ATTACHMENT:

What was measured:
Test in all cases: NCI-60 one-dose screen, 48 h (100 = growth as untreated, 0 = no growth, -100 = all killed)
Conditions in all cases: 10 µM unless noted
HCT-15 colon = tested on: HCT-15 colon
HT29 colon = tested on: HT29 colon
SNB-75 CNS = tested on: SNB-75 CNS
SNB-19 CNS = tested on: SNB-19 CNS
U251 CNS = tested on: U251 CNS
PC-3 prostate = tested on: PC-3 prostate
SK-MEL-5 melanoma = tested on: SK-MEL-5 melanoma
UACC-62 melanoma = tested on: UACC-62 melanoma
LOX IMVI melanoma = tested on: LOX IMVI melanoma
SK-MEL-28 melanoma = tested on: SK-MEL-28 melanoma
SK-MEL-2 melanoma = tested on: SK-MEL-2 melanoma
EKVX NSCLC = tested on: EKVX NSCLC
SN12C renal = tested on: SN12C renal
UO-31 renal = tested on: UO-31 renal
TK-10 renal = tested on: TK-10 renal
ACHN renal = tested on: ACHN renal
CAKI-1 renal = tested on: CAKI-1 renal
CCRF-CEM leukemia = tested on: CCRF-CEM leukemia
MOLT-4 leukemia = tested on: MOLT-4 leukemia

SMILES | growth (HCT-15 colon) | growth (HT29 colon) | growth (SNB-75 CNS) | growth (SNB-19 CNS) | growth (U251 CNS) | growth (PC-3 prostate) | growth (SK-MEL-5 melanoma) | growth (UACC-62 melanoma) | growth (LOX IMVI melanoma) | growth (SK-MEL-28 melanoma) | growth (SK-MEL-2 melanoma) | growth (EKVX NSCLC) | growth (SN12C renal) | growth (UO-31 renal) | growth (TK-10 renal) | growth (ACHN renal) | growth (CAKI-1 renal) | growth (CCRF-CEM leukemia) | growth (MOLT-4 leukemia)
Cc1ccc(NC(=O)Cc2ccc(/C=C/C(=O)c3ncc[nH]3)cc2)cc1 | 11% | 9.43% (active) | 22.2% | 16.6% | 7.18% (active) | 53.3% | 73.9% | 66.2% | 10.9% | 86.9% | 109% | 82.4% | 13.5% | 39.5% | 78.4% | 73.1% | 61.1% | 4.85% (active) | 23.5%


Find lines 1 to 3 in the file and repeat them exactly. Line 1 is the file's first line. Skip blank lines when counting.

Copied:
What was measured:
Test in all cases: NCI-60 one-dose screen, 48 h (100 = growth as untreated, 0 = no growth, -100 = all killed)
Conditions in all cases: 10 µM unless noted